Walmart on Tuesday offered up a mixed report in detailing its fourth quarter and full-year earnings.
On the one hand, the retail giant said it had a $1 billion month in December—the largest sales month in company history. On the other, Walmart executives used the words “cautious” and “uncertainty” so many times during a call with investors, one might suggest they stroll their own aisles to find some calming tea and soft blankets.
As Walmart U.S. CEO John Furner noted, “We’re thinking about the year cautiously given all the unknowns in the operating environment.”
What’s prompting all of that cautious uncertainty? Well, lots of things, including a hazy inflationary picture, a product mix that continues to favor low-margin grocery, unstable consumer spending patterns and, of course, the still-looming prospect of economic calamity.
“With respect to our cautious tone and the fact that we tend to do well when the consumer is pressured, look, we recognize that,” Walmart CFO John David Rainey said Tuesday. “We also think that we’ve got a great value proposition for consumers, and in good economic times too, and we’re eager to demonstrate that. But again, I would just point you to the fact that there’s a lot we don’t know. We could tilt into a recession.”
Amid all that uncertainty, though, Walmart reported that some clear trends are emerging:
Retail advertising is becoming a big deal
Grocers big and small are diving into retail media networks right now. Walmart launched Walmart Connect, formerly known as Walmart Media Group, in 2021. Last March, it beefed up the platform with additional capabilities, such as new ad units, video and improved online search functionality. During Q4, Walmart Connect grew more than 40%, while Walmart’s global advertising business grew nearly 30% during the year, to $2.7 billion.
“The business model itself, the business mix, is changing,” Walmart CEO and President Doug McMillon told analysts. “That’s been our strategy, and now we’re starting to see some of those numbers grow, as with advertising income.”
Grocery keeps growing and growing, but that’s not necessarily ideal for Walmart
As food-at-home inflation made its double-digit climb, big box retailers saw increasing business from grocery shoppers looking for value.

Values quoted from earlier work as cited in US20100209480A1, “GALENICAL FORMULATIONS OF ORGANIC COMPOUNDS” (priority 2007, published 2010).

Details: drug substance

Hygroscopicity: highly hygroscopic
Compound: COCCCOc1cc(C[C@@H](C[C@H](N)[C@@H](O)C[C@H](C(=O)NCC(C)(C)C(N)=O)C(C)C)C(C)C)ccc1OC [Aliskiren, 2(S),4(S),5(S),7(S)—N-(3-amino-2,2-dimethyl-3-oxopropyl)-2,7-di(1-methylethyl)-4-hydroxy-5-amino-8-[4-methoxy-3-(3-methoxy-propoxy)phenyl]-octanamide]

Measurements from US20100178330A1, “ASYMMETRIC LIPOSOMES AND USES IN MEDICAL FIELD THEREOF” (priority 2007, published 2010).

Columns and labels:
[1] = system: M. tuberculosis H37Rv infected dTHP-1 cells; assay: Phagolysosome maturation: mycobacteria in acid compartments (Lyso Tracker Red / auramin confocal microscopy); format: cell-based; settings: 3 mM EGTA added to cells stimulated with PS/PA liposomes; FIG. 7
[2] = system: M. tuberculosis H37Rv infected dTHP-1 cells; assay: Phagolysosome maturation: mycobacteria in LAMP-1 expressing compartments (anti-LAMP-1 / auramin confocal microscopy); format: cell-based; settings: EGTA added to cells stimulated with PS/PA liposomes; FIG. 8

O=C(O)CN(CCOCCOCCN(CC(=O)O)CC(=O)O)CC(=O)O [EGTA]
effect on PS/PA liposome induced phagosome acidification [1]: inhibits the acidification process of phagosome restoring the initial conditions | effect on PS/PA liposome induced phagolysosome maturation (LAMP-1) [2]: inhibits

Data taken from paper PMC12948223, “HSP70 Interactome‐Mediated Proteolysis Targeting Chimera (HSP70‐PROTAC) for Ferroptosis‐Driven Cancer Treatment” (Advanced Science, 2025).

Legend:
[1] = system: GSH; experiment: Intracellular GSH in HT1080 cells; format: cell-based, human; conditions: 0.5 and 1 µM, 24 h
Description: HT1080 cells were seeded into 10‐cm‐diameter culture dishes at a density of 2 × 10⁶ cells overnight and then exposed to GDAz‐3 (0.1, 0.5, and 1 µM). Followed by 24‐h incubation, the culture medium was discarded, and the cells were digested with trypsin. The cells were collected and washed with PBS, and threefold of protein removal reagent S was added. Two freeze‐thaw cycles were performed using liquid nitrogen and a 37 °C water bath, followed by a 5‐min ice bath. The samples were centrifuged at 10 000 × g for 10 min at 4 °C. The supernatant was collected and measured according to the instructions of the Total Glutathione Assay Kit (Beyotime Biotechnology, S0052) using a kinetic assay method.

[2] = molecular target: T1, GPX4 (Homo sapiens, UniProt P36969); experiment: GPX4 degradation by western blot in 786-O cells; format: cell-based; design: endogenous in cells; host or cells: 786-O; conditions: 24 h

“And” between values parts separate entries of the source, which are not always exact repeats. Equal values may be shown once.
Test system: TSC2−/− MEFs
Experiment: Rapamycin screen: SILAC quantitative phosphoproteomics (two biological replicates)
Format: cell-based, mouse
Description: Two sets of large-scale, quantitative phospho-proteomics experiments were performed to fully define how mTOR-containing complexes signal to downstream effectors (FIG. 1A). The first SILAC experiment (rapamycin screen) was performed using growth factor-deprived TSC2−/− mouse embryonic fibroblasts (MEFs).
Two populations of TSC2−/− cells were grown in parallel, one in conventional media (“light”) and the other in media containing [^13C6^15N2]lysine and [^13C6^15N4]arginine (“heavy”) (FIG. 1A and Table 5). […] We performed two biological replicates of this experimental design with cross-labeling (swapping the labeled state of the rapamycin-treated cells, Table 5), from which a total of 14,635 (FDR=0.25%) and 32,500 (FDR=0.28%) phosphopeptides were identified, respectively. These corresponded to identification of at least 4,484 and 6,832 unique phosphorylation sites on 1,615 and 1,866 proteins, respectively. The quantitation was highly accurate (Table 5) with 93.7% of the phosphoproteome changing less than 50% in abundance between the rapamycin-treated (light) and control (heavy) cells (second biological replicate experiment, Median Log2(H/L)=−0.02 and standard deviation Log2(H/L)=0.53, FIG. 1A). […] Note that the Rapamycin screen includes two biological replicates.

Walmart’s grocery share continues to grow, the company said, with same-store grocery growth in the “mid-teens” during the fourth quarter. Food sales, meanwhile, grew in the “high teens” and food units sold increased year over year, Walmart said. Overall, grocery sales were up in the low-20% range on a two-year stacked basis.
But Walmart’s gross margins dipped 83 basis points during the quarter, fueled in part by “mix headwinds,” the retailer said.
“The effects of product mix shifts have negatively impacted our margins,” Rainey said. “Over the last year, grocery and health and wellness sales, which have a lower margin than general merchandise, have increased by 330 basis points as a portion of our mix.”
Grocery is profitable at Walmart, executives were quick to emphasize; it just doesn’t make as much money as general merchandise, so the key is to get shoppers to pick up a pair of pants or some new earbuds with their bread and milk. The retailer is starting to see more of that, Rainey said.
“We’re accelerating share gains in our food categories and seeing signs of improved attach rates in consumables and high-frequency purchase areas of general merchandise,” he noted.
Private label is not slowing down
It is certainly no secret that private-label products have been red hot over the last year. And their popularity is not dimming, Walmart said Tuesday.
Private-brand penetration increased more than 160 basis points at Walmart in the last year. What’s more, though, even though grocery price inflation has stabilized a bit, Walmart said it has seen “some acceleration” to private brands in just the last 90 days.
“That shift really began last March and continued all year, and the fourth quarter got a bit stronger,” Furner said.
Store-fulfilled delivery drives e-commerce growth
Over the years, Walmart has steadily built up its in-house fulfillment and delivery network. In the last two years, the retail giant said Tuesday, store-fulfilled delivery sales have nearly tripled and now total more than $1 billion per month.
“We’re now positioned to serve the customer how they like to be served, stronger on convenience, as well as being known for value,” McMillon said. “If they want to pick up, we can do that. If they want delivery, we can do that in various forms … The business model is changing. Some of the things we’ve been working on for these last few years are starting to scale, and we’re excited about that.”
Consumers are also feeling nervous and uncertain
Higher-income shoppers continue to flock to Walmart, making up nearly half the retailer’s U.S. growth during the fourth quarter, McMillon said. And Sam’s Club’s warehouse stores are grabbing a “greater share of wallet” from mid- and higher-income shoppers, he said.
Last quarter, Walmart reported that nearly three-quarters of its share gain in grocery was coming from households making more than $100,000 a year.
“Our goal is, for the experience they’re having in our stores and clubs, combined with our current capabilities for pickup, delivery and membership, to result in them choosing us even as inflation eventually subsides,” he said. “When we think about our business today compared to what it was during prior economic downturns, we now have a more compelling offer, a true omnichannel experience that makes us optimistic that more higher-income families will continue shopping with us across categories because we have pickup, delivery and membership.”